- Rates offered to prime borrowers have closely followed key policy rates
- But AWLR and new loan rates have more room to come down
An internal committee has been set by the Central Bank to expedite the monetary policy transmission through the real economy and to smoothen out any bottlenecks, as some delay is observed in passing down the full extent of the rate cuts, specially to small business loans.
While the rates offered to prime borrowers of banks—often referred to as the Average Weighted Prime Lending Rate (AWPLR)—has by and large closely followed the key policy rates adjustments made so far from the beginning of the year, the loan rates for small time borrowers have lagged behind.
The year-to-date drop in the AWPLR has been 146 basis points, closely in line with the 150 basis points cut in key policy rates by the Monetary Board before the Wednesday’s rate cut.
However, the Average Weighted New Lending Rate (AWNLR) and the Average Weighted Lending Rate (AWLR) have come down only by 112 basis points and 63 basis points respectively, and the Monetary Board is of the view that they have more room to come down.
The AWLR may not fully reflect the extent of the decline in the rates of the loans extended to small businesses during the last few months as the average rate is skewed to the large swaths of loans already at higher rates given prior to the crisis.
This is reflected from the new lending rate, which has responded faster than the AWLR as new loans have been granted at lower rates, although there is more room to decline.
Wednesday’s 100 basis point rate cut is aimed at accelerating this decline because authorities seek faster adjustment in market rates and faster deployment of loans to the small businesses—the thrust area of the government to fast track economic revival.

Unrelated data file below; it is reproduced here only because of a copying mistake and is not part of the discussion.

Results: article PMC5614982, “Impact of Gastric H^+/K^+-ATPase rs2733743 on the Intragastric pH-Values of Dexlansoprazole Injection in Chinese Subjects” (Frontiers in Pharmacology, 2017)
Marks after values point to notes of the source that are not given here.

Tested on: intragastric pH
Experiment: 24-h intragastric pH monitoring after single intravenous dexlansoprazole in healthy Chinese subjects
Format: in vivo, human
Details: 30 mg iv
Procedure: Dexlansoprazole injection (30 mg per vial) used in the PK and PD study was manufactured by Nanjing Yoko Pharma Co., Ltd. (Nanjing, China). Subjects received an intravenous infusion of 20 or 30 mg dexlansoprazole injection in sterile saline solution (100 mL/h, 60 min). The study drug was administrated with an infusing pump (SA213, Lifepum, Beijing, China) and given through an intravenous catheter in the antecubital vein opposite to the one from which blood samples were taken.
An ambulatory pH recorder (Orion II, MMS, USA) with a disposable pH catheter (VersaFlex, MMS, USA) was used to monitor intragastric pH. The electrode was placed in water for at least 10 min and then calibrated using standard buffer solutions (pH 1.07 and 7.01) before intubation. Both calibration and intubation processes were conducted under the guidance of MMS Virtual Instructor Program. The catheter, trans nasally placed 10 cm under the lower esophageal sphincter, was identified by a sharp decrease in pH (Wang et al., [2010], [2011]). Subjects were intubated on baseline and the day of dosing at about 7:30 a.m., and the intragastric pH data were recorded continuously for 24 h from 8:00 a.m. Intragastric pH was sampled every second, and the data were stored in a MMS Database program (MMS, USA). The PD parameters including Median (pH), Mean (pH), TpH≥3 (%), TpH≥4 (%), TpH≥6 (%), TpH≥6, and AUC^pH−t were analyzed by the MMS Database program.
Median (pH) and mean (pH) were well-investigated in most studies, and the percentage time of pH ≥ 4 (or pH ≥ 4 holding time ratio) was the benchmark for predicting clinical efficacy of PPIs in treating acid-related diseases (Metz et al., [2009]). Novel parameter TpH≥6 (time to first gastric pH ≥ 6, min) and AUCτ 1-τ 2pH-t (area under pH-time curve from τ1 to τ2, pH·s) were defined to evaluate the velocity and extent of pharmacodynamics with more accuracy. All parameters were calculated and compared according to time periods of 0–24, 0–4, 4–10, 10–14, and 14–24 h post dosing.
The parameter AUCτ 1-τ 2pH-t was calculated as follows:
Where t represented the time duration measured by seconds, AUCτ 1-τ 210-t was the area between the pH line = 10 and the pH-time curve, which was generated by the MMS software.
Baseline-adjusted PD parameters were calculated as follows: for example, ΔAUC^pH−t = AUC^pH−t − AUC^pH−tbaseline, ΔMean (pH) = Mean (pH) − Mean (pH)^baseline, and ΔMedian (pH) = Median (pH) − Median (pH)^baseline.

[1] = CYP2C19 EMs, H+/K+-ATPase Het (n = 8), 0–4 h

In the aftermath of the COVID pandemic, banks also have been coming up with loan schemes—often at less than 10 percent— either through raising foreign funds or allocating part of their low cost funds, as they also compete for a segment of high quality small businesses. In any case, the Central Bank believes that there could be a certain time lag before the full transmission of key rates to be reflected in market interest rates as the banks have contractual obligations such as borrowings and deposits to be met, which were obtained at higher rates prior to the aggressive easing cycle set in motion with the onset of the pandemic.
This makes banks’ funding cost higher than the new lending price, forcing them to incur losses if they do not match their assets with liabilities.
For instance, a one-year deposit taken at the beginning of the year costs the bank on average 10 percent, and the bank is contractually obligated to pay interest at that rate until the deposit matures by the end of this year.
However, the average new loan rate now has fallen towards little above the 10 percent level, which could lead to losses as there is an element of administration cost incurred by the banks, which also gets added when calculating the total funding cost of the loan for the bank.
On average, cost of funds in banks currently hovers around 8 to 9 percent.
This is why the Monetary Board launched the refinancing scheme to provide liquidity to banks at 1 percent so that in turn they could lend those funds at 4 percent to small businesses keeping a 3 percent margin.
The Monetary Board made available Rs.150 billion under the scheme and by last week the Central Bank had approved little over a third of the amount of the scheme earmarked to support businesses hit by the pandemic-induced shutdowns.